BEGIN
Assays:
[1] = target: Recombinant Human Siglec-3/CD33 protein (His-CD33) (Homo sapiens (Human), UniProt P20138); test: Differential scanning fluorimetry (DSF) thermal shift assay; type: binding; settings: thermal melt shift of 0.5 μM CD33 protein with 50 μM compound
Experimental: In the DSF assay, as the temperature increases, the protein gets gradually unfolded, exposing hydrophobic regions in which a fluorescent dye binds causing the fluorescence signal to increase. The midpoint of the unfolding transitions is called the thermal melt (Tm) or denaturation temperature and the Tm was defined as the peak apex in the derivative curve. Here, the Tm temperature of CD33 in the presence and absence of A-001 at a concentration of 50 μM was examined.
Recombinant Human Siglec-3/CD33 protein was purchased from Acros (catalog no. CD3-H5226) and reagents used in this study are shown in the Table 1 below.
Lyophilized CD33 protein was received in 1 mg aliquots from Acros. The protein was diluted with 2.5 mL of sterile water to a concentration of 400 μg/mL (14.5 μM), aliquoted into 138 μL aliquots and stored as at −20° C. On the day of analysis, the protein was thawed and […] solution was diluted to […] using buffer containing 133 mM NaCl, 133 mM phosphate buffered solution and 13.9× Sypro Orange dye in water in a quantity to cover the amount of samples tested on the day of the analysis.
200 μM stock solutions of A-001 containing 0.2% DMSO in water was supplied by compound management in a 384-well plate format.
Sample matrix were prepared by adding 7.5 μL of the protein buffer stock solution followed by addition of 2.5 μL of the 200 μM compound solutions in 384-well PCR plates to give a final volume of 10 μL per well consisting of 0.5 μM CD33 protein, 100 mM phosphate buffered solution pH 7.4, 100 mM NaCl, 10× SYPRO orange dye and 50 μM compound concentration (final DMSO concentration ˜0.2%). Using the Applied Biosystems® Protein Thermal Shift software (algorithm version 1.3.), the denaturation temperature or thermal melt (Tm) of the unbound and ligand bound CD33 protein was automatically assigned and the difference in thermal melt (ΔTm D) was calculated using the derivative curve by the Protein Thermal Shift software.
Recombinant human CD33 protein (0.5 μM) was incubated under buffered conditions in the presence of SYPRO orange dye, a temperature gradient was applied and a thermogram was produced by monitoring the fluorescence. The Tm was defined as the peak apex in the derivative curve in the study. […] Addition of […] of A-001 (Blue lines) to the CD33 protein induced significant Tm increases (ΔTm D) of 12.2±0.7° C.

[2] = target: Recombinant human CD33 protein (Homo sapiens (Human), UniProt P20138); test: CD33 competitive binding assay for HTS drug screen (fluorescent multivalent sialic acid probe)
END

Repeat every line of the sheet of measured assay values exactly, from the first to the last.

Assays:
[1] = target: Recombinant Human Siglec-3/CD33 protein (His-CD33) (Homo sapiens (Human), UniProt P20138); test: Differential scanning fluorimetry (DSF) thermal shift assay; type: binding; settings: thermal melt shift of 0.5 μM CD33 protein with 50 μM compound
Experimental: In the DSF assay, as the temperature increases, the protein gets gradually unfolded, exposing hydrophobic regions in which a fluorescent dye binds causing the fluorescence signal to increase. The midpoint of the unfolding transitions is called the thermal melt (Tm) or denaturation temperature and the Tm was defined as the peak apex in the derivative curve. Here, the Tm temperature of CD33 in the presence and absence of A-001 at a concentration of 50 μM was examined.
Recombinant Human Siglec-3/CD33 protein was purchased from Acros (catalog no. CD3-H5226) and reagents used in this study are shown in the Table 1 below.
Lyophilized CD33 protein was received in 1 mg aliquots from Acros. The protein was diluted with 2.5 mL of sterile water to a concentration of 400 μg/mL (14.5 μM), aliquoted into 138 μL aliquots and stored as at −20° C. On the day of analysis, the protein was thawed and […] solution was diluted to […] using buffer containing 133 mM NaCl, 133 mM phosphate buffered solution and 13.9× Sypro Orange dye in water in a quantity to cover the amount of samples tested on the day of the analysis.
200 μM stock solutions of A-001 containing 0.2% DMSO in water was supplied by compound management in a 384-well plate format.
Sample matrix were prepared by adding 7.5 μL of the protein buffer stock solution followed by addition of 2.5 μL of the 200 μM compound solutions in 384-well PCR plates to give a final volume of 10 μL per well consisting of 0.5 μM CD33 protein, 100 mM phosphate buffered solution pH 7.4, 100 mM NaCl, 10× SYPRO orange dye and 50 μM compound concentration (final DMSO concentration ˜0.2%). Using the Applied Biosystems® Protein Thermal Shift software (algorithm version 1.3.), the denaturation temperature or thermal melt (Tm) of the unbound and ligand bound CD33 protein was automatically assigned and the difference in thermal melt (ΔTm D) was calculated using the derivative curve by the Protein Thermal Shift software.
Recombinant human CD33 protein (0.5 μM) was incubated under buffered conditions in the presence of SYPRO orange dye, a temperature gradient was applied and a thermogram was produced by monitoring the fluorescence. The Tm was defined as the peak apex in the derivative curve in the study. […] Addition of […] of A-001 (Blue lines) to the CD33 protein induced significant Tm increases (ΔTm D) of 12.2±0.7° C.

[2] = target: Recombinant human CD33 protein (Homo sapiens (Human), UniProt P20138); test: CD33 competitive binding assay for HTS drug screen (fluorescent multivalent sialic acid probe)